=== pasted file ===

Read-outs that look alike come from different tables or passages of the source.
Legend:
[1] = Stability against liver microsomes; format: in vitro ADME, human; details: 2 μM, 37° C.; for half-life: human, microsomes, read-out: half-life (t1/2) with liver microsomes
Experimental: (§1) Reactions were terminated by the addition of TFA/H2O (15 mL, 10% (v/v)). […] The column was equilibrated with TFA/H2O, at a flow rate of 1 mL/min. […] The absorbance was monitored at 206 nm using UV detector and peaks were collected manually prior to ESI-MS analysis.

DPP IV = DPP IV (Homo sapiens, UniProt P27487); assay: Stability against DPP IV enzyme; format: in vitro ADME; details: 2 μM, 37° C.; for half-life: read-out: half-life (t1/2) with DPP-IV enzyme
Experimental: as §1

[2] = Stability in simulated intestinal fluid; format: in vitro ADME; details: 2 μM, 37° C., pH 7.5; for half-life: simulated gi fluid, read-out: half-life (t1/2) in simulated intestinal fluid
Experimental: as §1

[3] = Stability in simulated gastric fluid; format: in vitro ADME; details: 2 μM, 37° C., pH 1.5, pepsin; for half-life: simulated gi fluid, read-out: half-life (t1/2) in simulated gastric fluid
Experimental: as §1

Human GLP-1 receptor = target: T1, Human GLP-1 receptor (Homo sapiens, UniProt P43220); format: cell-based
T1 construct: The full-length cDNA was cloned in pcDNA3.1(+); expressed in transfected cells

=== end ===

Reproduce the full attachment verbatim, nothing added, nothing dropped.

Read-outs that look alike come from different tables or passages of the source.
Legend:
[1] = Stability against liver microsomes; format: in vitro ADME, human; details: 2 μM, 37° C.; for half-life: human, microsomes, read-out: half-life (t1/2) with liver microsomes
Experimental: (§1) Reactions were terminated by the addition of TFA/H2O (15 mL, 10% (v/v)). […] The column was equilibrated with TFA/H2O, at a flow rate of 1 mL/min. […] The absorbance was monitored at 206 nm using UV detector and peaks were collected manually prior to ESI-MS analysis.

DPP IV = DPP IV (Homo sapiens, UniProt P27487); assay: Stability against DPP IV enzyme; format: in vitro ADME; details: 2 μM, 37° C.; for half-life: read-out: half-life (t1/2) with DPP-IV enzyme
Experimental: as §1

[2] = Stability in simulated intestinal fluid; format: in vitro ADME; details: 2 μM, 37° C., pH 7.5; for half-life: simulated gi fluid, read-out: half-life (t1/2) in simulated intestinal fluid
Experimental: as §1

[3] = Stability in simulated gastric fluid; format: in vitro ADME; details: 2 μM, 37° C., pH 1.5, pepsin; for half-life: simulated gi fluid, read-out: half-life (t1/2) in simulated gastric fluid
Experimental: as §1

Human GLP-1 receptor = target: T1, Human GLP-1 receptor (Homo sapiens, UniProt P43220); format: cell-based
T1 construct: The full-length cDNA was cloned in pcDNA3.1(+); expressed in transfected cells